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Scientists Say ‘ Once In 50,000 Years ‘ Comet To Pass Earth

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A newly discovered Comet may soon be visible to the naked eye in the coming weeks. Scientists say that the comet was last seen by Neanderthal 50,000 years ago when this Comet passed this close to Earth last time.  The comet passes Earth once every 50, 000 years. It is believed to have come from the Oort Cloud (a theorized sphere surrounding the Solar System), which passed the Earth more than 50,000 years ago during the Upper Paleolithic period when it was likely seen by Neanderthals. The Comet is called C/2022 E3 (ZTF) after the Zwicky Transient Facility, which spotted it passing Jupiter in March 2022. 

It is estimated to have a diameter of around a kilometer, making it smaller than NEOWISE, the last Comet was visible to the naked eye when it passed Earth in March 2020. But it will come much closer to Earth, which may make up for the fact that it is not very big. Since its discovery, the Comet has been brightening fast & is now sweeping across the northern constellation Corona Borealis. For now, though, it’s still too dim to see without a telescope or good binoculars- but that is set to change soon.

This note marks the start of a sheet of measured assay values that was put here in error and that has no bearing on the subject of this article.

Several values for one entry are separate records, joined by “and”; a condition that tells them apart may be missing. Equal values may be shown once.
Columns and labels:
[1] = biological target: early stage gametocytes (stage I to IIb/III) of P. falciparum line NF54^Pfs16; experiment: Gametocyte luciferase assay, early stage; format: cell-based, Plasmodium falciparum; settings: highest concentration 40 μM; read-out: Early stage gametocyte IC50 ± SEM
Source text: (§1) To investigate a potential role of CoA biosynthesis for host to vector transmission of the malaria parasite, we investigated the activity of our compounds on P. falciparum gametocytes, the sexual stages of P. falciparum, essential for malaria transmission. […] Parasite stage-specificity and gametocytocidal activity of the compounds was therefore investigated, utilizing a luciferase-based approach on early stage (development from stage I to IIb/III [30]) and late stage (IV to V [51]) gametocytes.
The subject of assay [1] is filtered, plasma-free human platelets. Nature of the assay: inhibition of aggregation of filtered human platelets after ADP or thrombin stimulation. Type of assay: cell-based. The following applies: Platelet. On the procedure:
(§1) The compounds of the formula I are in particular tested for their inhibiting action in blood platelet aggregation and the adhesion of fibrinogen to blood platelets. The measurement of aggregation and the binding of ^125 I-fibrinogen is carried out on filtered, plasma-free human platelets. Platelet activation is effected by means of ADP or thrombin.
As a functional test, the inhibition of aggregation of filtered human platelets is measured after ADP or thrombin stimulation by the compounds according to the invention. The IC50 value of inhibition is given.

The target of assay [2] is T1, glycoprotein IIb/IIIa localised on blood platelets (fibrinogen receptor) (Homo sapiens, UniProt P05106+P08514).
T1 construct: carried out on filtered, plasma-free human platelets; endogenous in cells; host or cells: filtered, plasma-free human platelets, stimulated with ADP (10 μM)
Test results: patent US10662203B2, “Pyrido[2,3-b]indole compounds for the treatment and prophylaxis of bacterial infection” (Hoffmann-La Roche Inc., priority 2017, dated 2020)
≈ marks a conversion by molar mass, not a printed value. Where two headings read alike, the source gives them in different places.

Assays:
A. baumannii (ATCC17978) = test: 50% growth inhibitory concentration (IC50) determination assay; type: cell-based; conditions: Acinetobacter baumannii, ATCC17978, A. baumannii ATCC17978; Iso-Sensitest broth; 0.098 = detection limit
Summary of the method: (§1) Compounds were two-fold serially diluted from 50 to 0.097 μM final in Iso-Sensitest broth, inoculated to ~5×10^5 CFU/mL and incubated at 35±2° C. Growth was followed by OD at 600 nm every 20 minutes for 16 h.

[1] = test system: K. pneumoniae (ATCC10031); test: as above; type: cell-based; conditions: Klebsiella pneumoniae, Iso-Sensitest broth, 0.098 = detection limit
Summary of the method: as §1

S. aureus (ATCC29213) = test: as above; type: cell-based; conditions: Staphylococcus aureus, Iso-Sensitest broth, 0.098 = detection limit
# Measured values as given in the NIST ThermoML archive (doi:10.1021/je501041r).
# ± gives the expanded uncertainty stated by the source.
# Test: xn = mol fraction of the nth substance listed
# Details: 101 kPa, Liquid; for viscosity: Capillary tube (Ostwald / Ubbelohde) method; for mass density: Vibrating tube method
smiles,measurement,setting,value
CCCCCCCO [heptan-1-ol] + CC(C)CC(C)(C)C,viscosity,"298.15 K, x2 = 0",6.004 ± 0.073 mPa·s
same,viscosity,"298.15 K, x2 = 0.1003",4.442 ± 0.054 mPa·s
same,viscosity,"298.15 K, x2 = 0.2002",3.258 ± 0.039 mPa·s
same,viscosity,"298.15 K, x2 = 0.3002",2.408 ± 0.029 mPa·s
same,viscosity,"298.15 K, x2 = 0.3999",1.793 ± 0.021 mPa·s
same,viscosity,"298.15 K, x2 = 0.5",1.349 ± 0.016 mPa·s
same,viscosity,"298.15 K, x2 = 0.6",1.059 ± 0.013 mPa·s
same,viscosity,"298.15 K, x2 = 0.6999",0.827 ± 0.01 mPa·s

The comet is closest to Sun on January 12. It “will be brightest when it is closest to the Earth”, Thomas Prince, a physics professor at the California Institute of Technology who works at the Zwicky Transient Facility, told AFP. Prince said another opportunity to locate the Comet in the sky will come on February 10, when it passes close to Mars. Made of ice & dust, the Comet will be easily identifiable because of its distinct greenish aura. The new moon during the weekend of January 21-22 offers a good chance for stargazers in the northern hemisphere. On February 1, it will pass nearest to Earth, making it likely to be spotted with the naked eye if you find yourself in an area with low light pollution. A full moon could make spotting it difficult (the visibility of comets is generally very hard to predict) according to Nicolas Biver, an astrophysicist at the Paris Observatory.

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